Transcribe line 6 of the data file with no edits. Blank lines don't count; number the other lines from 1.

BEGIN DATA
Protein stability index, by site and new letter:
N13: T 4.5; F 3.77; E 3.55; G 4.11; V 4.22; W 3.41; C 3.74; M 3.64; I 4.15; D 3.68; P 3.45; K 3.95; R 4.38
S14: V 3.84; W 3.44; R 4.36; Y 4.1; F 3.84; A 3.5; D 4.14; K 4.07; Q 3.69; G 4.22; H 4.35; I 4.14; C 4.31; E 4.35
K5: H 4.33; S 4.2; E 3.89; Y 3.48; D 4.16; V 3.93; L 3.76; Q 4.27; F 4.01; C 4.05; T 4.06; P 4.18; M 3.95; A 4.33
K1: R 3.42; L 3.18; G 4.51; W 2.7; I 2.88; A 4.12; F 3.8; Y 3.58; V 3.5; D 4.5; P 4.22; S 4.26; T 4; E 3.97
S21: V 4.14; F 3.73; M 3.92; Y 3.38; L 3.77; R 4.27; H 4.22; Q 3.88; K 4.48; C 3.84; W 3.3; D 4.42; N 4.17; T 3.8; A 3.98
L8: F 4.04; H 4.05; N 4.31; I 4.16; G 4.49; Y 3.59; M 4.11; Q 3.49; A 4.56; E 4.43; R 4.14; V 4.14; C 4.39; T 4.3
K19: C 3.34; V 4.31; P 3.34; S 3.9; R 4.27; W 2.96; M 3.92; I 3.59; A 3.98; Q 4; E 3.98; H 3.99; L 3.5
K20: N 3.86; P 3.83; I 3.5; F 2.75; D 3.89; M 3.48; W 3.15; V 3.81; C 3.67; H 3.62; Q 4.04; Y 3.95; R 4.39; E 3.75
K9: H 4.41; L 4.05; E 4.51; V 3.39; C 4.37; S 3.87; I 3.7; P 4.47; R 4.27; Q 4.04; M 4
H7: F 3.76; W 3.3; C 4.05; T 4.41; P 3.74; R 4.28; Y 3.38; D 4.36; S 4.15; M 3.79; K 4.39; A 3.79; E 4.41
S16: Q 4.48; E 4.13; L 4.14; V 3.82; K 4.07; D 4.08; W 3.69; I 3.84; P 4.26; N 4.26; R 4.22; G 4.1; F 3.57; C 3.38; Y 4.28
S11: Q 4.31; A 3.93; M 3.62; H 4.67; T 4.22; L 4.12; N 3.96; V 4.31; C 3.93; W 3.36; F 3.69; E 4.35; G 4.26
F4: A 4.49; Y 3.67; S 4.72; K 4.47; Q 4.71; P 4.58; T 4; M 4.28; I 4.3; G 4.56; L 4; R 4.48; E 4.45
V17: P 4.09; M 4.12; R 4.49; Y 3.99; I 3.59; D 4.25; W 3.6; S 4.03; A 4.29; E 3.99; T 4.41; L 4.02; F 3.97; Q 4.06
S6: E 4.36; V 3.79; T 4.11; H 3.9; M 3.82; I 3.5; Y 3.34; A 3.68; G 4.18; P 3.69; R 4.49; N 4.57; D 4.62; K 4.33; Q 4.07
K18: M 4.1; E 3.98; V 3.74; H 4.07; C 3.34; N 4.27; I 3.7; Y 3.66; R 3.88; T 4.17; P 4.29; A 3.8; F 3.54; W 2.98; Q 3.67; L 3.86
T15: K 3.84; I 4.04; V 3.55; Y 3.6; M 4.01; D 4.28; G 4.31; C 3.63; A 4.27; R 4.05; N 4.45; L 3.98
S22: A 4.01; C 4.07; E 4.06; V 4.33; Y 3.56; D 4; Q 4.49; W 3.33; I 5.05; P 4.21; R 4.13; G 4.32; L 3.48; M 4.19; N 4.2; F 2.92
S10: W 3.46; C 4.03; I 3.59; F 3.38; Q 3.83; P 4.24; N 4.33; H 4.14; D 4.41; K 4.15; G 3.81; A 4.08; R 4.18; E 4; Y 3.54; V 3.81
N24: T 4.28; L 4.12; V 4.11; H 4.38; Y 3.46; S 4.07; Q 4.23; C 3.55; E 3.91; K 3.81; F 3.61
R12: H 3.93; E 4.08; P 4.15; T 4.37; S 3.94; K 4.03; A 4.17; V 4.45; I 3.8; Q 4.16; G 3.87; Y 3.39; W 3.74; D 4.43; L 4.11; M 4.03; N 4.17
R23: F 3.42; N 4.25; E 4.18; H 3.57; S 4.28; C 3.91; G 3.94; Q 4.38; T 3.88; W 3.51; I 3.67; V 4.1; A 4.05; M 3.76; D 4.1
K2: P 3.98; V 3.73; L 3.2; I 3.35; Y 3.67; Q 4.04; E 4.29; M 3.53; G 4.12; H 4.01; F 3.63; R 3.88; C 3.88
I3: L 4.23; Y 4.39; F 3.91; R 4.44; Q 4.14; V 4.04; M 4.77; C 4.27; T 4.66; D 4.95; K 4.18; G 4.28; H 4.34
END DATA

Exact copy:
S21: V 4.14; F 3.73; M 3.92; Y 3.38; L 3.77; R 4.27; H 4.22; Q 3.88; K 4.48; C 3.84; W 3.3; D 4.42; N 4.17; T 3.8; A 3.98